Where Do We Go from Here? - Easter Sunday 2019

Mark 16: 1-8

How do we hear messages that challenge how we are accustomed to doing things? How do we hear voices that have a different point of view? About that Palm Sunday, two thousand years ago in Jerusalem -- we hear several stories. This morning, our story is from Luke. In Luke’s version of Palm Sunday, if we can call it that, there are no palm branches. There are no cries of “Hosanna!” Those nationalistic symbols are found in other gospels. In LUKE, Jesus enters the city on a colt that has never been ridden, and the cries are just from his disciples: “Blessings on the king who comes in the name of the Lord. Peace in heaven and glory in the highest heavens.” It isn’t crowds of people lining the streets in Luke – his disciples identify him as the King who comes in the name of the Lord.

Luke doesn’t want Palm branches and cries of “Hosanna” to confuse the story. Those are symbols of Jewish nationalism and very political messages. This King, who enters on a colt, is not a symbol of rebellion in Luke or an alternate kingdom, as in Mark. He is the King of peace here. Remember in Luke’s birth story that the promise of the heavenly host is “Peace on Earth.” This King comes with the promise of peace.

Luke has an alternate message: Jesus is the Promised Prince of Peace – the one who is bringing peace to the earth, not a battle. Jesus is the prophet who will depict a different world, the world God desires and is bringing to birth before us.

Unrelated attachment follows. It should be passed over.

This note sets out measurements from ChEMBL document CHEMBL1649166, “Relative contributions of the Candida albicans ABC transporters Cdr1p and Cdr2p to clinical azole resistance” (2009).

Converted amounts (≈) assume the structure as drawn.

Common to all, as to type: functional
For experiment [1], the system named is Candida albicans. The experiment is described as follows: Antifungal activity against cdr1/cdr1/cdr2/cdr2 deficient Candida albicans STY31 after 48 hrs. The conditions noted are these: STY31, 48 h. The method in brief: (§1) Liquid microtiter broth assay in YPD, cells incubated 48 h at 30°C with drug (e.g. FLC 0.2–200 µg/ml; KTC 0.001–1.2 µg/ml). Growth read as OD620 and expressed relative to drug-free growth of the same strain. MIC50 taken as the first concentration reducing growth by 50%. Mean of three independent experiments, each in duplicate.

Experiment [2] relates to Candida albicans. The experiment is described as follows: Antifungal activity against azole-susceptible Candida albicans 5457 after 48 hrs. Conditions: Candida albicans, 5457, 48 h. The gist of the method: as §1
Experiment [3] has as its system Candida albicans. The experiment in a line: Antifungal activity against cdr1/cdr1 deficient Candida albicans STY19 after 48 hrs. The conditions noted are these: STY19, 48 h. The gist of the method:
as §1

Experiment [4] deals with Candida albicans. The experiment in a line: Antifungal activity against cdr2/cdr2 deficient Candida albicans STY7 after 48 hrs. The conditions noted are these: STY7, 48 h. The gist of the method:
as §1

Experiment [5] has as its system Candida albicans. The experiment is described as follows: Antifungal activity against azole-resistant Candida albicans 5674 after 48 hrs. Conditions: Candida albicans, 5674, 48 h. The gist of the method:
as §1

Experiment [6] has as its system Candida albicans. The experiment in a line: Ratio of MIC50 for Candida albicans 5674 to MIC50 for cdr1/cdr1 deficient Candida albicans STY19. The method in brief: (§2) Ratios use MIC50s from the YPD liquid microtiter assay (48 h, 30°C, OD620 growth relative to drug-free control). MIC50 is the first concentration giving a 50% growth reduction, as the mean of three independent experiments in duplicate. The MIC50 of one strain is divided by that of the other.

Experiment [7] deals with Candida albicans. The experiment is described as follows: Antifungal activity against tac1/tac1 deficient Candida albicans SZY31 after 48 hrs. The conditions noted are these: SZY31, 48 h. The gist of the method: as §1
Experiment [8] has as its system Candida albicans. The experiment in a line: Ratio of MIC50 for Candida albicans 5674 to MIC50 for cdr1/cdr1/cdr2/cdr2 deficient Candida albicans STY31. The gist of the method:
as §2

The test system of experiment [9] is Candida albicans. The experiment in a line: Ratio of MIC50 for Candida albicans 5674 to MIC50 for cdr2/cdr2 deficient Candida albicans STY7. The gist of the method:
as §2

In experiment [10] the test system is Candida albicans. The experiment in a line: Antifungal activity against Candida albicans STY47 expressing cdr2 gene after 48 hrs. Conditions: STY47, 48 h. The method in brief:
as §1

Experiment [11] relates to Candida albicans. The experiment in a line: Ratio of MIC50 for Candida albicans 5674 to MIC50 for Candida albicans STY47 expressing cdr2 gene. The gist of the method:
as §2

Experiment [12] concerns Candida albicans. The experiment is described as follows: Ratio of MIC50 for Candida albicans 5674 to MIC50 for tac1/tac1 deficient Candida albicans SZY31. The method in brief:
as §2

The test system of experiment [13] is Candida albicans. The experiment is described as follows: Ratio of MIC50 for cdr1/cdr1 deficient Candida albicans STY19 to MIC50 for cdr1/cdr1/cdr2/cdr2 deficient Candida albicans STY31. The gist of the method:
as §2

Of course, this message does offer a challenge to the status quo and the systems of power that are in place. Power often doesn’t invest in peace. Peace doesn’t profit them the way that war does. They quite rightly see Jesus and his message as a threat. In Jesus’ day, as in ours, it is largely those with money who have power. There have been systems in place designed to get money from the hands of many and into the hands of a few. It went back to the reign of King Solomon and the rise of what biblical scholars, including Walter Bruggeman, name TOTALISM.[i] Solomon was surrounded by priests and scribes in the temple who put his policy into practice. The taxes on farmers benefitted an elite class in Jerusalem, strong military was in place to quell any opposition (and justify high taxes for national security), the opulence of the temple (much gold) impressed people both in his country and visitors from other lands with his wealth, purity laws determined who was purer and could enter the temple, and religious laws set apart the elite because they could AFFORD to follow them. And the rich got richer and the poor survived, more or less, as best they could. In this system, prophets with alternative voices were not tolerated – they were kicked out of the country or killed because they challenged the TOTALISM that put God on a leash and made those in power the masters of God’s story. When prophets arose, they came from outside the system. They were OUTSIDERS and MISFITS as far as the system was concerned -- challenging the oppressive policies of those in power, including the temple, in poetic voices rich with imagery and symbolism. The God they served cries out for justice – and their voices still remind us of that.